An Interview with Nikon D800 shooter Lucas Gilman

Nikon is back in the game with their D800, featuring improved low light/high ISO performance and a processor upgrade that has vastly improved on HDSLR woes (rolling shutter for example). One of the more exciting features, and one that Canon’s 5D Mk III is lacking, is the clean, uncompressed 1080P and 4:2:2 color space signal via the HDMI out and captured via an external recorder. Our new pal and Nikon sponsored shooter, Lucas Gilman has started doing just that with his D800 and the Atomos Ninja 2 external recorder.

For the Abiqua Falls video (below), shot prior to his D800 acquisition, Lucas used multiple Nikon D7000s and a Nikon D3s. As is the case for most shooters, live events pose many challenges, particularly the fact that you only have one chance to capture something happening. Such is the case for Lucas’ kayaking waterfall descents which especially fall under this category. His subjects are already facing life threatening conditions so to capture it right the first and only time is critical.

Lucas shares this video and his thoughts below.

The Abiqua Falls First Descent shoot was a collaboration with one of my long time friends and top kayaker Jesse Coombs. The goal in a nutshell was to go out and properly document the first descent of a waterfall in the 100 foot range in both motion and stills.  We spent months researching possible places in the Pacific Northwest. It seemed we had everything go wrong that could: freak snow storms, cold snaps that literally froze waterfalls, closed roads from downed power lines and run-in’s with park rangers who would not issue permits, to name a few.

Shooting big waterfalls is one of the most difficult things to document in adventure sports as generally you need lots of water for the waterfall to be runnable and generally that comes with lots of rain/runoff – so the window of proper levels is very short , and the physical elements are not on your side.

I can’t count the number of hours we spent rigging in the freezing rain and overall just waiting around for the stars to align for that drop to be a “go”. Funny how much time and effort goes into a drop that literally is 3.5 seconds of free-fall.  I’m just glad Jesse is OK. He ran it as clean as you can and still walked away with a cracked rotator cuff and a collapsed lung. Another kayaker ran it about a week later and ended up breaking his back and was close to never walking again. There is so much riding on documenting these amazing feats that you can never ever worry about equipment malfunction. At the end of the day if you miss the shot you you may also lose a friend.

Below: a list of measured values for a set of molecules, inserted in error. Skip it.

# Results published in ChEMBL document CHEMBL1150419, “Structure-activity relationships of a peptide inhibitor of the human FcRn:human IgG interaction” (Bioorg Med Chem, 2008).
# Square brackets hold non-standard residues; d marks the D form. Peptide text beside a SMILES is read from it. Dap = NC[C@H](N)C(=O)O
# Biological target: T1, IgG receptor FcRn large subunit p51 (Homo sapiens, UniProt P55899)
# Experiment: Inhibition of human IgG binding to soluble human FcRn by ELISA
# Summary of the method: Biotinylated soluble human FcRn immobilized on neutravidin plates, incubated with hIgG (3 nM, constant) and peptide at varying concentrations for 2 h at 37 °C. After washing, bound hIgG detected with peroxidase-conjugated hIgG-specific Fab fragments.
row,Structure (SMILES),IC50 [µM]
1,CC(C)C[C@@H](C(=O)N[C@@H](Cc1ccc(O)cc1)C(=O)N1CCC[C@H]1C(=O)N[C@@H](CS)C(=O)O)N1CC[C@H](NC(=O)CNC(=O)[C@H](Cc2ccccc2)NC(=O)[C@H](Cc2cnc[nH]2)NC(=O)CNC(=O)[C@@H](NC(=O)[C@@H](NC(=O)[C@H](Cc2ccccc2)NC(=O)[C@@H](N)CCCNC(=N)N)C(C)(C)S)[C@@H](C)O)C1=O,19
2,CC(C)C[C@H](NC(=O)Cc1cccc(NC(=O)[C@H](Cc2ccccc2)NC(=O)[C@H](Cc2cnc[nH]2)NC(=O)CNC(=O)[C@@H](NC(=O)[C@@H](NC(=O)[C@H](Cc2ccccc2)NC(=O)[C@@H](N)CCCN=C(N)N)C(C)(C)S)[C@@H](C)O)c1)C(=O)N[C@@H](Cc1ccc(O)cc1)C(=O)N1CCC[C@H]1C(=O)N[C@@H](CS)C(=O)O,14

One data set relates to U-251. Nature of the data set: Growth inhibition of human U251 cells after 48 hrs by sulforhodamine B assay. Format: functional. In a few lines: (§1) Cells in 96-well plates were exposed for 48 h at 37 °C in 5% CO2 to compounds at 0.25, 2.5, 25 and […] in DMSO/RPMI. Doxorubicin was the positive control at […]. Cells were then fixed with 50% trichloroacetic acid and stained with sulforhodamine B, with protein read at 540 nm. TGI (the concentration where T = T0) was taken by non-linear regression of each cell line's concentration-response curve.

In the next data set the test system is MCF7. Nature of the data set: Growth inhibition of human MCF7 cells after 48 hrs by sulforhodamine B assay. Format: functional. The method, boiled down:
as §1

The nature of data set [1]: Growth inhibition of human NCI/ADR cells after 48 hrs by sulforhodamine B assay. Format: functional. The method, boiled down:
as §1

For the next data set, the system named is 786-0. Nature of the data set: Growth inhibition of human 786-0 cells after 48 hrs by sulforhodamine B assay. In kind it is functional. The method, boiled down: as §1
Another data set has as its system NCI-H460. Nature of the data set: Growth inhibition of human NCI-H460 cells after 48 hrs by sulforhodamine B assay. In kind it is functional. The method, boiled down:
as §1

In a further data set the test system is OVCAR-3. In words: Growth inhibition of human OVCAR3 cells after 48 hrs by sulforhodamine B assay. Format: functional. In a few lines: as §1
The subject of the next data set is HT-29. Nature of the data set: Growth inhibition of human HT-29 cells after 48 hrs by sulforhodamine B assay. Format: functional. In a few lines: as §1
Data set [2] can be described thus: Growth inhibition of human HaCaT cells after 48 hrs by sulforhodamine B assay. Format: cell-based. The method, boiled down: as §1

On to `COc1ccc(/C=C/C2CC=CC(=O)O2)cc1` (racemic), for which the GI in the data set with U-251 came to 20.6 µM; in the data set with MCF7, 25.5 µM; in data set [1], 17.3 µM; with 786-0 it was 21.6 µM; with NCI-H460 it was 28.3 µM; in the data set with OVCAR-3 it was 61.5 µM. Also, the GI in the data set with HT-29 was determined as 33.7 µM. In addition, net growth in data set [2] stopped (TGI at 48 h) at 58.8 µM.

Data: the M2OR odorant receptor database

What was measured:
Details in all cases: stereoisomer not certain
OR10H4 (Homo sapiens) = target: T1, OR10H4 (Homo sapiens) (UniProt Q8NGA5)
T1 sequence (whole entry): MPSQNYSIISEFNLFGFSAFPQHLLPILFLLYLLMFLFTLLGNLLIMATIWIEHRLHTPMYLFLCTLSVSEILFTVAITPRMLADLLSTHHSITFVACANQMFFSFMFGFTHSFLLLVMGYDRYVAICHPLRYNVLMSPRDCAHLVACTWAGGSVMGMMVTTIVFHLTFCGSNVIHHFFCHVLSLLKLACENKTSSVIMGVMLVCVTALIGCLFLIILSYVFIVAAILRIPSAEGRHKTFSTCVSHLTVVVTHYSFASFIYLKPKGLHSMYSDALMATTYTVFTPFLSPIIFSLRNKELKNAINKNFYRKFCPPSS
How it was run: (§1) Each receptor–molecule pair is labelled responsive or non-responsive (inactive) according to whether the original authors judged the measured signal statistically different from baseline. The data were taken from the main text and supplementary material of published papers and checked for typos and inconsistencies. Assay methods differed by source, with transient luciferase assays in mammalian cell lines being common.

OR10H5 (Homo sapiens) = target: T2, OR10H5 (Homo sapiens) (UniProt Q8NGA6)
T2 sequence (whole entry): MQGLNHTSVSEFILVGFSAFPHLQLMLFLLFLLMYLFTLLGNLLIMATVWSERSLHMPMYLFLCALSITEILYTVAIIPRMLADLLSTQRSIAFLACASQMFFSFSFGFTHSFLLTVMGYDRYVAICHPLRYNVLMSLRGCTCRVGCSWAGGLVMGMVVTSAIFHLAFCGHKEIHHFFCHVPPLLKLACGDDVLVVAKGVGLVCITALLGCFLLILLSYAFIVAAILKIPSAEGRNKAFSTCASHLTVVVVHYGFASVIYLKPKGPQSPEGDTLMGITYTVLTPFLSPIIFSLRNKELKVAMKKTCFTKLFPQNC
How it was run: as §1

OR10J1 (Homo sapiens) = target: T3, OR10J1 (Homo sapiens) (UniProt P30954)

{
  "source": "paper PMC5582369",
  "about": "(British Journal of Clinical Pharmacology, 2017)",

A shot from Lucas' Red Bull shoot with Tao Berman

As an aspiring Kayaker and former Nikon shooter myself I had a vested interest in not only what Lucas has been shooting but also how he’s been shooting it. Lucas kindly answered all of my questions and provided some insight for photographers delving into shooting video.

An Interview with Lucas Gilman

Q\ What was your catalyst into photography, or, why do you enjoy being a photographer?

A\ From a very young age I was the kid who always wanted to take the photos on the family vacation and I’ve always gravitated to all things visual: film, images and the arts. But, it wasn’t until college I realized that it could be a career. I went to the University of Colorado at Boulder School of Journalism and Mass Communication to be a writer – and, figured out very quickly that being a writer was way too much work. I grew up in the mountains of Western Colorado backcountry skiing, fly fishing and climbing and after a introduction to photojournalism class I was completely hooked. I got my mom’s old FM2 and a couple of manual lenses – the rest is history.

Q\ Is there a photograph or photography experience that stands out the most?

A\ The photography experience that stands out the most for me was the day I quit taking images and began making images. I can’t tell you the exact day, but it all happened at once and I began to be able to pre-visualize still and motion images in my mind  seeing the play of light, shadow, color and texture in my mind.

Lucas Gilmna's shot featured in Outside Magazine

Q\ How was the transition from shooting stills to the stills/video hybrid world? Are you primarily shooting stills or is it a mix?